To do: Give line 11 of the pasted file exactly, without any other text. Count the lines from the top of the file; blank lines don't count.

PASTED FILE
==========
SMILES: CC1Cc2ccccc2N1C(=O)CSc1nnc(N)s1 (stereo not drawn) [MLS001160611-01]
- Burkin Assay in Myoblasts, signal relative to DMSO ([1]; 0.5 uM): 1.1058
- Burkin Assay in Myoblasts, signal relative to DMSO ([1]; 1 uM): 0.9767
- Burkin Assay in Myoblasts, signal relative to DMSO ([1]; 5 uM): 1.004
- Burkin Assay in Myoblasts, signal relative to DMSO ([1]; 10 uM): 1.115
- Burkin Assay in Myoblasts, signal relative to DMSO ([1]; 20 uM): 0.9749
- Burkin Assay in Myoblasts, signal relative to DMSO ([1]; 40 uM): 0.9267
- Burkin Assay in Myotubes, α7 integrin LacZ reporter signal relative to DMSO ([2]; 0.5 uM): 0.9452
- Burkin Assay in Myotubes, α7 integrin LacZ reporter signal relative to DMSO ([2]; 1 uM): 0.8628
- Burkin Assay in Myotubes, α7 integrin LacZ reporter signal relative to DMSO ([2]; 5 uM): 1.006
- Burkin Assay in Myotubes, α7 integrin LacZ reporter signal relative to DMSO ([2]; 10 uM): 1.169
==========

- Burkin Assay in Myotubes, α7 integrin LacZ reporter signal relative to DMSO ([2]; 10 uM): 1.169